Aventis has licensed a candidate drug for Alzheimer's disease and other forms of dementia from Japan's Dainippon. The Franco-German company said that the compound, AC-3933 appears to have a completely novel mechanism of action.
Aventis gets exclusive worldwide development and marketing rights to AC-3933, excluding Japan and with an option for a license in China, Taiwan and South Korea.
At present, there are only two classes of drug approved to treat Alzheimer's disease, the most common form of dementia that accounts for around half of all cases. These are the acetylcholinesterase inhibitors, including Pfizer/Eisai's Aricept (donepezil) and Novartis' Exelon (rivastigmine), and Merz' glutamate antagonist memantine. However, these have limited efficacy, and there is still a significant unmet medical need for treatments that can both treat the memory and cognitive impairment that characterises the disease and its underlying pathology.
It is believed that decreased cholinergic activity may be partially responsible for the cognitive decline that is usually observed in Alzheimer's patients. AC-3933 acts as a partial inverse agonist at the GABA-benzodiazepine receptor complex, which leads to enhanced cholinergic function.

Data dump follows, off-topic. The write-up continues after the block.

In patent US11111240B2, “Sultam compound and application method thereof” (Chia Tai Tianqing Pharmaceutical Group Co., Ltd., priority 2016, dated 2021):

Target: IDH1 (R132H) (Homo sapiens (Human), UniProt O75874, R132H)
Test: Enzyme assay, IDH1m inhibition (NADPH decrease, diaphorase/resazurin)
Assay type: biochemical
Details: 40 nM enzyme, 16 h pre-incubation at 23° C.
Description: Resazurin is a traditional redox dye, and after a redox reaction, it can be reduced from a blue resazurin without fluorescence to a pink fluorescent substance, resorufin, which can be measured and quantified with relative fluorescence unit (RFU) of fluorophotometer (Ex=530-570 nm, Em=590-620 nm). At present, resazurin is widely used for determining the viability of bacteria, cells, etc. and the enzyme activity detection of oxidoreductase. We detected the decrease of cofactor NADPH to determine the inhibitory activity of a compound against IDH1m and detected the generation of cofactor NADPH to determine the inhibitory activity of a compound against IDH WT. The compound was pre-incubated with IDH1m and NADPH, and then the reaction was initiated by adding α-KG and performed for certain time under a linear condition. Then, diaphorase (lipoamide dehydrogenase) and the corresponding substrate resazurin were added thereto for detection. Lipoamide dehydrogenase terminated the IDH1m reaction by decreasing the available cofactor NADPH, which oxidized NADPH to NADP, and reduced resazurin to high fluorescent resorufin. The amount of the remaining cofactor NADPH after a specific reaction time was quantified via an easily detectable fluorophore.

In preclinical tests with memory-impaired animals, orally administered AC-3933 demonstrated procognitive (memory enhancing) activity at very low doses, according to Aventis.
In addition, AC-3933 may also exert some activity through the glutamate pathway, as it has also demonstrated a memory-improving effect in animal models with memory impairments resulting from glutamatergic hypofunction. "This is a new and promising result not observed in existing antidementia agents," said Aventis in a statement.
AC-3933 has already completed initial clinical testing in healthyvolunteers and the results suggest fewer adverse drug reactions versus currently marketed antidementia agents, especially gastrointestinal-related events such as vomiting. Phase IIa trials are due to start later this year in Europe.